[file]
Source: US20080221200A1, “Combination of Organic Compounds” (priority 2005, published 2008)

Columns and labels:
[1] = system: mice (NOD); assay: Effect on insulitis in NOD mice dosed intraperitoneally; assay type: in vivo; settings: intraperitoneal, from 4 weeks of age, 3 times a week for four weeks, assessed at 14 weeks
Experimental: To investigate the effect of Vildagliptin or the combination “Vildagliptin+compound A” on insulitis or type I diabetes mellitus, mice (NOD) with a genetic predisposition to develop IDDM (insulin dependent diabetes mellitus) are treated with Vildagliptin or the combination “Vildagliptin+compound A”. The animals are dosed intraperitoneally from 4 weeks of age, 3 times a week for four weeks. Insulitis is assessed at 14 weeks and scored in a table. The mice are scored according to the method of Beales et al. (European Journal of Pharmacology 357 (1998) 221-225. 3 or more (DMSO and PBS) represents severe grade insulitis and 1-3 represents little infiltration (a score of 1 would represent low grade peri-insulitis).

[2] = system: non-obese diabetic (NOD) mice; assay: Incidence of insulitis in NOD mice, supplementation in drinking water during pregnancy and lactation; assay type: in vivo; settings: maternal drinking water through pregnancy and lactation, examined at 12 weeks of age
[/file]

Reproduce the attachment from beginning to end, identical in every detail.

Source: US20080221200A1, “Combination of Organic Compounds” (priority 2005, published 2008)

Columns and labels:
[1] = system: mice (NOD); assay: Effect on insulitis in NOD mice dosed intraperitoneally; assay type: in vivo; settings: intraperitoneal, from 4 weeks of age, 3 times a week for four weeks, assessed at 14 weeks
Experimental: To investigate the effect of Vildagliptin or the combination “Vildagliptin+compound A” on insulitis or type I diabetes mellitus, mice (NOD) with a genetic predisposition to develop IDDM (insulin dependent diabetes mellitus) are treated with Vildagliptin or the combination “Vildagliptin+compound A”. The animals are dosed intraperitoneally from 4 weeks of age, 3 times a week for four weeks. Insulitis is assessed at 14 weeks and scored in a table. The mice are scored according to the method of Beales et al. (European Journal of Pharmacology 357 (1998) 221-225. 3 or more (DMSO and PBS) represents severe grade insulitis and 1-3 represents little infiltration (a score of 1 would represent low grade peri-insulitis).

[2] = system: non-obese diabetic (NOD) mice; assay: Incidence of insulitis in NOD mice, supplementation in drinking water during pregnancy and lactation; assay type: in vivo; settings: maternal drinking water through pregnancy and lactation, examined at 12 weeks of age